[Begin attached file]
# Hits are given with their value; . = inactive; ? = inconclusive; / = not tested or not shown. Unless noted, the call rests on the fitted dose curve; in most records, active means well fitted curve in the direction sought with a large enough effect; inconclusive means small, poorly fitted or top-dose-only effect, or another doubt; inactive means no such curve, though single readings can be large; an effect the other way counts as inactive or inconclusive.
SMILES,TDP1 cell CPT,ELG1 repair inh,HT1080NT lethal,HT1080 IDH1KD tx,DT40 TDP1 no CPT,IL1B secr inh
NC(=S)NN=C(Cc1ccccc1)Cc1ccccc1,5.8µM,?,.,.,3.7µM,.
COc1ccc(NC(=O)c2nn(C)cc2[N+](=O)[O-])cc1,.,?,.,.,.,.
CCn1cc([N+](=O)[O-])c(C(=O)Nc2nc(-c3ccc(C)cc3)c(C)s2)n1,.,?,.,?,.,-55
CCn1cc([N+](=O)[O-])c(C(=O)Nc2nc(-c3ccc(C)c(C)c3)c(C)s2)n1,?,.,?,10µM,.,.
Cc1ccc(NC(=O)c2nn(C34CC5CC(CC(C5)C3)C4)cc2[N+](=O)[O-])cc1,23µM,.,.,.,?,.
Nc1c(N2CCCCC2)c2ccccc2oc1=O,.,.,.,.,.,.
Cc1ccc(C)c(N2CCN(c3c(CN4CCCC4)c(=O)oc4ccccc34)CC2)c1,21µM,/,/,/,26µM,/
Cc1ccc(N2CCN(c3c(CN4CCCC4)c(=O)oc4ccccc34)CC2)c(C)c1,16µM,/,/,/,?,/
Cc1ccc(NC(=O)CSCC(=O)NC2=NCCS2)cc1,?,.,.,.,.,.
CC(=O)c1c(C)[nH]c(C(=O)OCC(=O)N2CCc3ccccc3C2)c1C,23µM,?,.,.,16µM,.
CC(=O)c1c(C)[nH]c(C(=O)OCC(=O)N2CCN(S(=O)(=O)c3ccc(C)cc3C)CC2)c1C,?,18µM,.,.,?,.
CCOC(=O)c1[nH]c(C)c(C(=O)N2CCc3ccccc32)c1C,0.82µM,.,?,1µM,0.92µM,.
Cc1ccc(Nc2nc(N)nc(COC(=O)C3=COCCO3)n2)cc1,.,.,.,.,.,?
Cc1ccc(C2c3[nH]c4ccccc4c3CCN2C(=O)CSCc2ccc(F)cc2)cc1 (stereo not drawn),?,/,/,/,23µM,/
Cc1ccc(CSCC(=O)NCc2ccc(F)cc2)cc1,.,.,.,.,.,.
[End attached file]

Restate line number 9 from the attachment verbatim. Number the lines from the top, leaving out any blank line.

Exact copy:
Cc1ccc(C)c(N2CCN(c3c(CN4CCCC4)c(=O)oc4ccccc34)CC2)c1,21µM,/,/,/,26µM,/